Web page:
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Mound after Mound, Myth after Myth: The Truth Behind the Mounds.

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Introduction

Kathryn Mack ANT141 Swanepoel Nov. 24, 2003 Mound after Mound, Myth after Myth: The Truth Behind the Mounds Archaeology is a field for the curious and inquisitive. The pyramids sparked the interest of archaeologists in Egypt, which led to a countless number of investigations and publications about the ancient structures and the people who built them. In the early 1800s, archaeologists began surveying the Mississippi Valley and discovered the remains of the Cahokia civilization and its famous Monk's Mound. Intrigued, they continued their exploration of "one of the largest pyramid structures ever built by an ancient society" (Iseminger, 1999). For a long time, the real builders of the mounds were a mystery to 19th century archaeologists, who fabricated myths regarding the originators. The mounds of Cahokia, located on the Illinois side of the Mississippi River, are mysteries that unfolded over the years. Their close proximity to a large river provided fertile plains and bountiful food resources, which laid the foundation for the most-populated area of people in North America north of Mexico (Feder:2002, 151). ...read more.

Middle

Iron, Silver and alloyed metal artifacts were believed to be created by a culture more technologically advanced than the Native Americans were. These artifacts were alleged proof that mound culture was older than American Indian culture. The stone tablets found at the mounds had language from other lands in Europe, Asia, or Africa. Explorers thought that if the Native Americans were the mound-builders, they would have been building them when the Europeans arrived. Too barbaric to be the founders of any civilization, Native Americans rarely received credit for their work until many years after they were driven from their homes by white settlers. The Cahokia civilization discounts Feder's summary of the mound-builder myths. According to Iseminger, Cahokia was a complex Native American society with city-like characteristics that existed 400 years before Christopher Columbus arrived in America. In the 1920s, Warren K. Moorehead's work proved that the mounds were indeed built by the Native Americans (Iseminger, 1999). Native American culture was not too primitive to have reached the level of civilization of the mound-builders. ...read more.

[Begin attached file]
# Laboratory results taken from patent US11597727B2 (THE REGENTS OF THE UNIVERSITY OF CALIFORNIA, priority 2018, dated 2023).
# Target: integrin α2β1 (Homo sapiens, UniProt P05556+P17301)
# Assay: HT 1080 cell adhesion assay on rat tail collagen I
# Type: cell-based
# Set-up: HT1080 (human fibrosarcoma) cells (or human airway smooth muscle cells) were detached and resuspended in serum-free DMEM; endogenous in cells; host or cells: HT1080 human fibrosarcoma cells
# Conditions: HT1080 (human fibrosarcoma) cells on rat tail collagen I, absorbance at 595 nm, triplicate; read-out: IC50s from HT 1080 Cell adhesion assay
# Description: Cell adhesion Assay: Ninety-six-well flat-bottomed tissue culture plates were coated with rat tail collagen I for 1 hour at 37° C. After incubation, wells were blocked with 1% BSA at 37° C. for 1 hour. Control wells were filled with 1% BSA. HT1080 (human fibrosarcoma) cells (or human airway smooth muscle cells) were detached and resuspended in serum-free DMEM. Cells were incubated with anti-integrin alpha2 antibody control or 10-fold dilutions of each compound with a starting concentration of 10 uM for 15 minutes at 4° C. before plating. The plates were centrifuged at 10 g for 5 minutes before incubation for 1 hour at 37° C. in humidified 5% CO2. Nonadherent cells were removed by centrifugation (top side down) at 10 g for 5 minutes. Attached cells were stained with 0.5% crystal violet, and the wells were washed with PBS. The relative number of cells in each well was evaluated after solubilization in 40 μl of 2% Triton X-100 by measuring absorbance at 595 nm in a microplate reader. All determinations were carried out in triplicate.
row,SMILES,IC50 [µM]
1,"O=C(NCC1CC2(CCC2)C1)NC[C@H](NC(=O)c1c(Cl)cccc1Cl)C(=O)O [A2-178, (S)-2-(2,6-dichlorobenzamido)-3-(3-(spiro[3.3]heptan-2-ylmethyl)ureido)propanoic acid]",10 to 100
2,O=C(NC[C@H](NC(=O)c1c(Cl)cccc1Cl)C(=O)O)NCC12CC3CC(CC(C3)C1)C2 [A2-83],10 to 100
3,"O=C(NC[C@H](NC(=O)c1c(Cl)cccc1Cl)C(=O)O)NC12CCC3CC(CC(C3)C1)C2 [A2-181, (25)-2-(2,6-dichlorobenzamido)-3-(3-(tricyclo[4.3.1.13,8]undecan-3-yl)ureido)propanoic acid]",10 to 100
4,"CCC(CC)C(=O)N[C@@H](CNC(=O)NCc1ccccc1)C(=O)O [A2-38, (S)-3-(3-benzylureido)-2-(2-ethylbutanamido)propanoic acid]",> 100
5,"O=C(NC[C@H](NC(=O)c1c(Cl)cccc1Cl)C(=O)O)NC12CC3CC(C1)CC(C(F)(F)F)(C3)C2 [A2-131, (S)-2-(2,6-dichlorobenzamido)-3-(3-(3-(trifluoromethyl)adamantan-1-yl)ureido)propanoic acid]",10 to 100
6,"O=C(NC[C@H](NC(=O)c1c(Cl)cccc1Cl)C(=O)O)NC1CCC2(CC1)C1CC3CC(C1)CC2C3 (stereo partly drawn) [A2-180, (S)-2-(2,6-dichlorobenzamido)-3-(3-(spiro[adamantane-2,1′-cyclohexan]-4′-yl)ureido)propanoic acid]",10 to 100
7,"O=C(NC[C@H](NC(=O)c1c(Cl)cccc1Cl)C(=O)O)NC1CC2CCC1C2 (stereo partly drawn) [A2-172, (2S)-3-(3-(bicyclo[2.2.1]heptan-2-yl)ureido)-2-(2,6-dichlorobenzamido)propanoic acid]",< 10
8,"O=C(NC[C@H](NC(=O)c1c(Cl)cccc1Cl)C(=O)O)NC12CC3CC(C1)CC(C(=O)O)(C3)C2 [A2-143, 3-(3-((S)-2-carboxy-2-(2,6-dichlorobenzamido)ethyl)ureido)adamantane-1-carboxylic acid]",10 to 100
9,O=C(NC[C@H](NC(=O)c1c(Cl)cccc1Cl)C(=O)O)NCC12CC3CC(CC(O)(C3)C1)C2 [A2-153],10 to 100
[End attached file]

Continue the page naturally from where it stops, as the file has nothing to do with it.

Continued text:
Conclusion

The rituals surrounding these burials mimic the ceremonies of the Natchez Indians of 17th and 18th century Mississippi, "where individuals often volunteered to be sacrificed upon a leader's death to raise their own or their family's status" (Iseminger, 1999). This was an example of proof that Native Americans built the mounds. Many of the artifacts found in the Cahokian mounds were the results of heavy trading. Sacred figurines and clay artifacts share the same illustrations as later Native American religious beliefs (Fagan, 2004:385). The Cahokians traded for items such as arrowheads originally from Midwest states. Excavators found other artifacts made from mica and copper hammered from Lake Superior. These artifacts prove that the socially complex society of Cahokian traders made it possible for them to have been the original mound-builders. Archaeology is the product of the curious nature of human beings who want to uncover the truth about ancient cultures. The mound-builders were once a mysterious race who turned out to be the native people of Mississippi. Through excavations and various other studies, archaeologists have revealed the truth behind the distorted myths of the early 19th century. ...read more.

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